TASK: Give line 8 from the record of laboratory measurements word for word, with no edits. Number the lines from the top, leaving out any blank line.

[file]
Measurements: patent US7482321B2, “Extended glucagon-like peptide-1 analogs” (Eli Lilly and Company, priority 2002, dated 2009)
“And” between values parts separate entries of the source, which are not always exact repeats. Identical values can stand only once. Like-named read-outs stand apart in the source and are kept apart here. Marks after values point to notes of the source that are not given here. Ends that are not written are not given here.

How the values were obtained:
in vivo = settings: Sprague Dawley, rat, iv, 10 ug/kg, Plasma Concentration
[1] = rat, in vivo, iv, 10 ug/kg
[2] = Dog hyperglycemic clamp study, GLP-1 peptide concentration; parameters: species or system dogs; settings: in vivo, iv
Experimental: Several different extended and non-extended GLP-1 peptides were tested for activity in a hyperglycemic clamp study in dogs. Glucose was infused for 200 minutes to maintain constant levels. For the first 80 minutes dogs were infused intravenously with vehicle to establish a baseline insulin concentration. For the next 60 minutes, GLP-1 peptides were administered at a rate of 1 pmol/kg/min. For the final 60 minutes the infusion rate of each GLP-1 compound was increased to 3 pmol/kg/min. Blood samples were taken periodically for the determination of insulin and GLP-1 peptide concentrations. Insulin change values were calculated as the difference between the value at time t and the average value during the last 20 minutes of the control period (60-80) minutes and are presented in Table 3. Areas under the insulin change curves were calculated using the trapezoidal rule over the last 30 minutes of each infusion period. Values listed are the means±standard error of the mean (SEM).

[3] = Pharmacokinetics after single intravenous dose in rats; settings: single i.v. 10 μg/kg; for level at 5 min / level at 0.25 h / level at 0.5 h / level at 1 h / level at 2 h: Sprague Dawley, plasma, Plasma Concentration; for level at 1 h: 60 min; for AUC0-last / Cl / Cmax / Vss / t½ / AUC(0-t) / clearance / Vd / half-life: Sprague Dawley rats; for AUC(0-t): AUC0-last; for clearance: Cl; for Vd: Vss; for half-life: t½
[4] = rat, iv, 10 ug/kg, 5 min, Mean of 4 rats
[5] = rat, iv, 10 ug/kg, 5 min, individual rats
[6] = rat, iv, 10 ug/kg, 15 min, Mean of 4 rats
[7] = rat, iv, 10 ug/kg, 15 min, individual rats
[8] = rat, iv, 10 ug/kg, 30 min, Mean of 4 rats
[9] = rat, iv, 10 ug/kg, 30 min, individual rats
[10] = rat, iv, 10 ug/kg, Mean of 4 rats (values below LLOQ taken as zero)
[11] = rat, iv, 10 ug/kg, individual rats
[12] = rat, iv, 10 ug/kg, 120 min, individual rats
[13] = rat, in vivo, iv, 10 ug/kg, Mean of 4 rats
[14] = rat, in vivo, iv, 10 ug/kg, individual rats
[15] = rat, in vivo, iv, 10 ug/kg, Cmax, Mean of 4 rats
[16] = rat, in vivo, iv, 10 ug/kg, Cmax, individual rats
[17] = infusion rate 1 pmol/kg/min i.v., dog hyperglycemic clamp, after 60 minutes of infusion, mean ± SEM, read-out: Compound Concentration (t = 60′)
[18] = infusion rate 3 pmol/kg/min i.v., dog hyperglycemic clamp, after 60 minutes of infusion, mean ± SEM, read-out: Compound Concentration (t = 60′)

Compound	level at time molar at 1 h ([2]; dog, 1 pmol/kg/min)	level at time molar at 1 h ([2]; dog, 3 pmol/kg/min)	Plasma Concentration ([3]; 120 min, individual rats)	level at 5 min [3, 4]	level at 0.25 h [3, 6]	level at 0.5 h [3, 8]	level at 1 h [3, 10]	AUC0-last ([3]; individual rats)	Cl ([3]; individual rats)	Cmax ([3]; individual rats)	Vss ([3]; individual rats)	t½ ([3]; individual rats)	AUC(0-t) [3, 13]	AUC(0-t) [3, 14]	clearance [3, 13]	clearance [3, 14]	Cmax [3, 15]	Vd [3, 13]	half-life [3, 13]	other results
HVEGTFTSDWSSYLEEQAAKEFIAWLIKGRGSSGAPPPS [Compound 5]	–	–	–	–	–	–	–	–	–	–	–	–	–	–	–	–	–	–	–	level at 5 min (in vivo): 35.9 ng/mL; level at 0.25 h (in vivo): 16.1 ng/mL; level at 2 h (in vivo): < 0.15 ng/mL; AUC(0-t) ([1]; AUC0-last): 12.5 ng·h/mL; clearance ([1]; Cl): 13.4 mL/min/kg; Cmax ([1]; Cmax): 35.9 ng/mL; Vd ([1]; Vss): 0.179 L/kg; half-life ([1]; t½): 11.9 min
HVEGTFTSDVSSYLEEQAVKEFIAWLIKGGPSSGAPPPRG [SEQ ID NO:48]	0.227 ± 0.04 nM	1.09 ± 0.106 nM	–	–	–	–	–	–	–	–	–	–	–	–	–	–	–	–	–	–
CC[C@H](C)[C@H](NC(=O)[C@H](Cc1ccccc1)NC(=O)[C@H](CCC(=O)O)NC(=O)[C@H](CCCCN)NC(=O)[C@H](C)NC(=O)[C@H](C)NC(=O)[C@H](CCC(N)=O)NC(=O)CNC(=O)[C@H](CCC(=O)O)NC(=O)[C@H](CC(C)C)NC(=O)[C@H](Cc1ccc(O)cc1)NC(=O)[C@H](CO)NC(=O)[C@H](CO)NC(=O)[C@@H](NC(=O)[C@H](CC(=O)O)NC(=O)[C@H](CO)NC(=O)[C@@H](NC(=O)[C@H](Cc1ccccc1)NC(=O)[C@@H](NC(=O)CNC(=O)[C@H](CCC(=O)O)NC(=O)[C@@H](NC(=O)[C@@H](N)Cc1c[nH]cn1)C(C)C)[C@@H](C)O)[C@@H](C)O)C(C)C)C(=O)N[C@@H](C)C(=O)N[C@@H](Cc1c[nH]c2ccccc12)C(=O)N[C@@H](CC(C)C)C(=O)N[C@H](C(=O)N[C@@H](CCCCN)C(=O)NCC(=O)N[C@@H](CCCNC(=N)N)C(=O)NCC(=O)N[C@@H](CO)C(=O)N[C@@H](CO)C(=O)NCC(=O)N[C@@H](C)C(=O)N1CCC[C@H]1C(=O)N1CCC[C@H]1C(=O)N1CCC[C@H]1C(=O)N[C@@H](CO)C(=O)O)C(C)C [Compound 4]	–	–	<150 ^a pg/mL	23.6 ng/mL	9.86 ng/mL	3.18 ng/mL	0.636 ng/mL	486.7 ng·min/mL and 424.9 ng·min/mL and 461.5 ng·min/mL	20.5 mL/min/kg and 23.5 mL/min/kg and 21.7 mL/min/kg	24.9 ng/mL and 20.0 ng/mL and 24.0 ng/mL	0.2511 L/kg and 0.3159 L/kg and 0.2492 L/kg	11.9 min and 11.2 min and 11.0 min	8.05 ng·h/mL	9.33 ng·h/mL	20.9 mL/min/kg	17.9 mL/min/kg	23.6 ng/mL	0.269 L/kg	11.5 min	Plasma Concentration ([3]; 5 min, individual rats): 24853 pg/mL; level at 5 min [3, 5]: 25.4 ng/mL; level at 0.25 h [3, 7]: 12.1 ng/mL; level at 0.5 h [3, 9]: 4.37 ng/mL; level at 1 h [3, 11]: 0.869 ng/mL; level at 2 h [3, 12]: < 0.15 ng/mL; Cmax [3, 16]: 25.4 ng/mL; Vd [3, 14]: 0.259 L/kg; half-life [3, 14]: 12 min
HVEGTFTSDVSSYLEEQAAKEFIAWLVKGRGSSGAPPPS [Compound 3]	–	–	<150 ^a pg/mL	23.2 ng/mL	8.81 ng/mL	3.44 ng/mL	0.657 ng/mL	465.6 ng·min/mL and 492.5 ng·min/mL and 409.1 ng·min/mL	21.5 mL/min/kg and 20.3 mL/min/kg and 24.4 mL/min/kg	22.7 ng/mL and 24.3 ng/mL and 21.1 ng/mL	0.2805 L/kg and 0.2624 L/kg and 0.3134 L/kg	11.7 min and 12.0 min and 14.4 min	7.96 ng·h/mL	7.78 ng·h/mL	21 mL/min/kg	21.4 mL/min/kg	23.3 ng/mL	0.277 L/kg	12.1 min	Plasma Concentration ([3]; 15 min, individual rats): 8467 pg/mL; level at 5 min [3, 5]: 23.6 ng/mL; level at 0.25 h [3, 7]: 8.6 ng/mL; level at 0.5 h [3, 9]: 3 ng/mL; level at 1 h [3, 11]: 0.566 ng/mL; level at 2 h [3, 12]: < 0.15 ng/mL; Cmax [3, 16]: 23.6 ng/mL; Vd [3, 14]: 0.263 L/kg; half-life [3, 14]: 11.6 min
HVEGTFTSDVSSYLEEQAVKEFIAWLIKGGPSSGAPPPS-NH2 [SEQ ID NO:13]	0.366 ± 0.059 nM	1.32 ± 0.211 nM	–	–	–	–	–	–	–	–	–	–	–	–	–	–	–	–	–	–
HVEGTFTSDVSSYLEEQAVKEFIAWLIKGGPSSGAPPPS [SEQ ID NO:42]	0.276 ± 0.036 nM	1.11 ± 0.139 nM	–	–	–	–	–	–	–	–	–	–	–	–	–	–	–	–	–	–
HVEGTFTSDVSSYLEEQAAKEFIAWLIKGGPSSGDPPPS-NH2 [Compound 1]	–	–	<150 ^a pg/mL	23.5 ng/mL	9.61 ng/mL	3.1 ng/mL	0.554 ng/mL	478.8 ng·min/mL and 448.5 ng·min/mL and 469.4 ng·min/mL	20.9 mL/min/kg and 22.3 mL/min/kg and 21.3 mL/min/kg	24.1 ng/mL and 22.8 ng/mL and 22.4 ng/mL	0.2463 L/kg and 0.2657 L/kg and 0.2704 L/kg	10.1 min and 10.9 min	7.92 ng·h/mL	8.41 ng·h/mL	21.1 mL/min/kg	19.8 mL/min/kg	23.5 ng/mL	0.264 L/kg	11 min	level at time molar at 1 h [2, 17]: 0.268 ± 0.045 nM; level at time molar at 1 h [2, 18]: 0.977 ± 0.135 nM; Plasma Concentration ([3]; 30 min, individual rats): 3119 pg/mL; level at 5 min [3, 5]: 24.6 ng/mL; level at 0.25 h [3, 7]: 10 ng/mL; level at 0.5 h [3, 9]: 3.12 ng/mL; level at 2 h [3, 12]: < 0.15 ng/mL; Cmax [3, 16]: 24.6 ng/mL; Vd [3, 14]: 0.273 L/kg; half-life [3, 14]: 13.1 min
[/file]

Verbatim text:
[3] = Pharmacokinetics after single intravenous dose in rats; settings: single i.v. 10 μg/kg; for level at 5 min / level at 0.25 h / level at 0.5 h / level at 1 h / level at 2 h: Sprague Dawley, plasma, Plasma Concentration; for level at 1 h: 60 min; for AUC0-last / Cl / Cmax / Vss / t½ / AUC(0-t) / clearance / Vd / half-life: Sprague Dawley rats; for AUC(0-t): AUC0-last; for clearance: Cl; for Vd: Vss; for half-life: t½